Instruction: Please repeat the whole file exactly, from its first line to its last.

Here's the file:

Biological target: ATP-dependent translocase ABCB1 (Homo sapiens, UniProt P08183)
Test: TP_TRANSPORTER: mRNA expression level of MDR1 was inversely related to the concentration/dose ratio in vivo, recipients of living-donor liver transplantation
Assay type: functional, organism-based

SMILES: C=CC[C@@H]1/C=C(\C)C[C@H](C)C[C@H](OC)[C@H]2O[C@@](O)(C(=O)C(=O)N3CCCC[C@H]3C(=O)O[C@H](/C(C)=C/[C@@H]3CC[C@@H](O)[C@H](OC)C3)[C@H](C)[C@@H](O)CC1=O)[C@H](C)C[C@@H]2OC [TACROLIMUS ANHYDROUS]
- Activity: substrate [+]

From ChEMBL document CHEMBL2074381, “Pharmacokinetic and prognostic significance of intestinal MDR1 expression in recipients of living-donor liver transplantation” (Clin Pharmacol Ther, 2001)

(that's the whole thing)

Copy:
Biological target: ATP-dependent translocase ABCB1 (Homo sapiens, UniProt P08183)
Test: TP_TRANSPORTER: mRNA expression level of MDR1 was inversely related to the concentration/dose ratio in vivo, recipients of living-donor liver transplantation
Assay type: functional, organism-based

SMILES: C=CC[C@@H]1/C=C(\C)C[C@H](C)C[C@H](OC)[C@H]2O[C@@](O)(C(=O)C(=O)N3CCCC[C@H]3C(=O)O[C@H](/C(C)=C/[C@@H]3CC[C@@H](O)[C@H](OC)C3)[C@H](C)[C@@H](O)CC1=O)[C@H](C)C[C@@H]2OC [TACROLIMUS ANHYDROUS]
- Activity: substrate [+]

From ChEMBL document CHEMBL2074381, “Pharmacokinetic and prognostic significance of intestinal MDR1 expression in recipients of living-donor liver transplantation” (Clin Pharmacol Ther, 2001)